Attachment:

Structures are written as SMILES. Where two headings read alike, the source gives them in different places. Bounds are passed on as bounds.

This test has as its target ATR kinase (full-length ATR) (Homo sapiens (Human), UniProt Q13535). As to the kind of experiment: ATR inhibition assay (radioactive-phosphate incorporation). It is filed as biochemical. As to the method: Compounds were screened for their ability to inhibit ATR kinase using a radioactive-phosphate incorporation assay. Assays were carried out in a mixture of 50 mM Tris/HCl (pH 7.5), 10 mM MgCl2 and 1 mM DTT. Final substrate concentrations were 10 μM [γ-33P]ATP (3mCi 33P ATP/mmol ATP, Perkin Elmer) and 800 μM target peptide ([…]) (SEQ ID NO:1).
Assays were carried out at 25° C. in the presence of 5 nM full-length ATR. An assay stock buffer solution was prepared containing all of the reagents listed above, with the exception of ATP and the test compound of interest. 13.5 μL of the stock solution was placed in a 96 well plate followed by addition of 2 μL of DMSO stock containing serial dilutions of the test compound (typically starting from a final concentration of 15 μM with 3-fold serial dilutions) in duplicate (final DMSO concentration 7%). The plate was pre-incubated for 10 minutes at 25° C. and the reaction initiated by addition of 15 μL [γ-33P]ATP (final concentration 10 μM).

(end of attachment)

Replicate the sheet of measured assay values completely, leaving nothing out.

Structures are written as SMILES. Where two headings read alike, the source gives them in different places. Bounds are passed on as bounds.

This test has as its target ATR kinase (full-length ATR) (Homo sapiens (Human), UniProt Q13535). As to the kind of experiment: ATR inhibition assay (radioactive-phosphate incorporation). It is filed as biochemical. As to the method: Compounds were screened for their ability to inhibit ATR kinase using a radioactive-phosphate incorporation assay. Assays were carried out in a mixture of 50 mM Tris/HCl (pH 7.5), 10 mM MgCl2 and 1 mM DTT. Final substrate concentrations were 10 μM [γ-33P]ATP (3mCi 33P ATP/mmol ATP, Perkin Elmer) and 800 μM target peptide ([…]) (SEQ ID NO:1).
Assays were carried out at 25° C. in the presence of 5 nM full-length ATR. An assay stock buffer solution was prepared containing all of the reagents listed above, with the exception of ATP and the test compound of interest. 13.5 μL of the stock solution was placed in a 96 well plate followed by addition of 2 μL of DMSO stock containing serial dilutions of the test compound (typically starting from a final concentration of 15 μM with 3-fold serial dilutions) in duplicate (final DMSO concentration 7%). The plate was pre-incubated for 10 minutes at 25° C. and the reaction initiated by addition of 15 μL [γ-33P]ATP (final concentration 10 μM).